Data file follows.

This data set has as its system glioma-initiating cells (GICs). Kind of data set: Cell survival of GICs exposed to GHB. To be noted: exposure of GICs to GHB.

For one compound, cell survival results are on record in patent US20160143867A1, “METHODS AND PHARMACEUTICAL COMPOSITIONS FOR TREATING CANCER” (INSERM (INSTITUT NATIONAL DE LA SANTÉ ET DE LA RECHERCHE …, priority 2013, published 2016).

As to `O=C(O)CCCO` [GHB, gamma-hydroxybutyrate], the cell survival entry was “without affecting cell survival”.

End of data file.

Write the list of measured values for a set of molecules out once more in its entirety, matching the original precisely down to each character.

This data set has as its system glioma-initiating cells (GICs). Kind of data set: Cell survival of GICs exposed to GHB. To be noted: exposure of GICs to GHB.

For one compound, cell survival results are on record in patent US20160143867A1, “METHODS AND PHARMACEUTICAL COMPOSITIONS FOR TREATING CANCER” (INSERM (INSTITUT NATIONAL DE LA SANTÉ ET DE LA RECHERCHE …, priority 2013, published 2016).

As to `O=C(O)CCCO` [GHB, gamma-hydroxybutyrate], the cell survival entry was “without affecting cell survival”.